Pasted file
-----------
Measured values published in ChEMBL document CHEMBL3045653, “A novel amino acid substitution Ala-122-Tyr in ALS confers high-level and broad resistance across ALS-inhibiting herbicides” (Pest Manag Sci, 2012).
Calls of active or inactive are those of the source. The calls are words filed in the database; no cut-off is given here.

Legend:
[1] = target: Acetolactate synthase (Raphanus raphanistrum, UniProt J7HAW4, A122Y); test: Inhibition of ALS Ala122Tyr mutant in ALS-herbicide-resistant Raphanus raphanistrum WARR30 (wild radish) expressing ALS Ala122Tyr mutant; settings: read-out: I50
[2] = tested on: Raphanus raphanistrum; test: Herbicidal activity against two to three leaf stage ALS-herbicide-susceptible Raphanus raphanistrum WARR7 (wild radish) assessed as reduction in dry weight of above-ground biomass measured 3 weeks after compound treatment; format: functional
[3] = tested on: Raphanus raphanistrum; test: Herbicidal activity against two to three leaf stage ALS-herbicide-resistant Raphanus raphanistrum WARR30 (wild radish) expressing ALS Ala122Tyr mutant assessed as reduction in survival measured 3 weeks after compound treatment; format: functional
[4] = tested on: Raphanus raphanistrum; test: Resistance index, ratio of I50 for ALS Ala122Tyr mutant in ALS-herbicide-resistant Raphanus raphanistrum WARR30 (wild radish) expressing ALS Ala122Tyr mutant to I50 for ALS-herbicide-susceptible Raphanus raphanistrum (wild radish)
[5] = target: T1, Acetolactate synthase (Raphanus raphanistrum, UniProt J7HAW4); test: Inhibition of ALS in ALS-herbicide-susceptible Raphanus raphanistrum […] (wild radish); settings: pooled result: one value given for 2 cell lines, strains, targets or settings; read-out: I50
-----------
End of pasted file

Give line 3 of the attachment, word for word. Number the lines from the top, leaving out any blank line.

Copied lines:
Legend: